The person who suggested swapping it out and then trying to replace the bearings in your free time, was a realist, very good idea. Just to let you know we charge $245 to install new OEM bearings, parts and labor. BTW OEM is Koyo. I can ship them to you for about $50+ shipping.

Then your Subaru shop sucks major rump roast. My mechanic did a REAR wheel bearing (a real PITA compared to the front) in an hour. He charged me $60 in labor for an hour, 'cause that's all it took. And yes, he pulled the entire hub out and pressed the bearing in.

No wonder people don't go to dealers, it's dealers like the aforementioned that persistently screw people time and time again. 2-4 hours for a wheel bearing!? What the hell are you doing in that time period, having a tea party!? I could do it myself in that kind of time.

Jesus, how long does it take you to do an axle, 6 hours? Give me a freakin' break here. What's the name of your company so I can tell everybody I know NOT to go there.


#17 cookie

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Posted 05 September 2006 - 12:59 PM

Now clam down Manarius. As a former shop manager I have to stand up for Richie here. At 18 or so you are in a big hurry as we were at your age.
A careful job should not be rushed and safety is an important factor in the equasion.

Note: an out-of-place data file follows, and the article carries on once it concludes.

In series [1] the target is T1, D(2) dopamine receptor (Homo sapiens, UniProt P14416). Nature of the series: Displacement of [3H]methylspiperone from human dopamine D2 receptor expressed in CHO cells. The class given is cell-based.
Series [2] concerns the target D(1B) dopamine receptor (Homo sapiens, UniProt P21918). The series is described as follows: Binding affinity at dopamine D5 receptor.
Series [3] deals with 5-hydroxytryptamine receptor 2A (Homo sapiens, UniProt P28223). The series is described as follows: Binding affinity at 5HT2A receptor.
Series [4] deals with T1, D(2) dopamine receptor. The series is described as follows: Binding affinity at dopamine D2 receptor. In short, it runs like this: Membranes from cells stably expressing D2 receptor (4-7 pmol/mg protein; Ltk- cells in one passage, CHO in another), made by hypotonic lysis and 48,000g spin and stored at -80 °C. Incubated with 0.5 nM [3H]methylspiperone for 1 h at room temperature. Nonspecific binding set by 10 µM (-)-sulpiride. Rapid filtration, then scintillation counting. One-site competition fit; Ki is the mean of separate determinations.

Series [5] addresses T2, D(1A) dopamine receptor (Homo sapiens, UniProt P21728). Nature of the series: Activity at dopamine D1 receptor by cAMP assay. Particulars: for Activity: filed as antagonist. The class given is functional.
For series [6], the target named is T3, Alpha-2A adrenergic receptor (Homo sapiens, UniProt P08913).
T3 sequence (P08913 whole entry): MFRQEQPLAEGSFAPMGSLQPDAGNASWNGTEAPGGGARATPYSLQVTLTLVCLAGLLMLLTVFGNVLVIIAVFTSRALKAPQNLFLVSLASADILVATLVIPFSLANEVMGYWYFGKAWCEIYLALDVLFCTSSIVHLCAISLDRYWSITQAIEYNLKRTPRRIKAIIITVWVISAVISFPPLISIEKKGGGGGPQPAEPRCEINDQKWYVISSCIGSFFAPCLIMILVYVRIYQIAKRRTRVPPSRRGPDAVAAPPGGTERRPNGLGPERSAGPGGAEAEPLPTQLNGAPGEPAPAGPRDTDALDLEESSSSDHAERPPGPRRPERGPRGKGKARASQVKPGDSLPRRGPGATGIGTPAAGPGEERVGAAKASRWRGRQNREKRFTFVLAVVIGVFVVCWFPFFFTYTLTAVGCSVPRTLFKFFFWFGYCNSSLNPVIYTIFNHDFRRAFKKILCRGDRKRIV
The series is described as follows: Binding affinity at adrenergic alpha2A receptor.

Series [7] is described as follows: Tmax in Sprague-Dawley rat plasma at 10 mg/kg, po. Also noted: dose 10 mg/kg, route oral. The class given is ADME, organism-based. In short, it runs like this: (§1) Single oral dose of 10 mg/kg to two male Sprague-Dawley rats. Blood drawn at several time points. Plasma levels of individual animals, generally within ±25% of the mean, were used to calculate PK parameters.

Frankly all jobs don't go well especially if you get some rust involved. In a shop a mechanic will get some jobs that go very quickly and then the one you eat.
I bet the first one I have to do will take me four hours and the next one a couple hours. Leaning on the car while you drink your coffee and thinking about it is important.

#18 Manarius

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Posted 05 September 2006 - 01:10 PM

Now clam down Manarius. As a former shop manager I have to stand up for Richie here. At 18 or so you are in a big hurry as we were at your age.
A careful job should not be rushed and safety is an important factor in the equasion.
Frankly all jobs don't go well especially if you get some rust involved. In a shop a mechanic will get some jobs that go very quickly and then the one you eat.
I bet the first one I have to do will take me four hours and the next one a couple hours. Leaning on the car while you drink your coffee and thinking about it is important.

No, this isn't a matter of hurrying. My mechanic stopped a few times to talk to my dad (they went to school together) while he was replacing the bearing on my car. He was taking his sweet time - not rushing it at all. Doing the bearing is not a tough job, you just have to have the right tools. That's the reason I wouldn't attempt it, I don't have the necessary tools to do the job correctly. Trust me, if there's one thing I don't do when I'm working on the car, it's rush. I take my sweet time, it gives me time to analyze how I took stuff apart and how I put it back together. I've spent many hours in the garage just taking stuff in my car apart and putting it back together.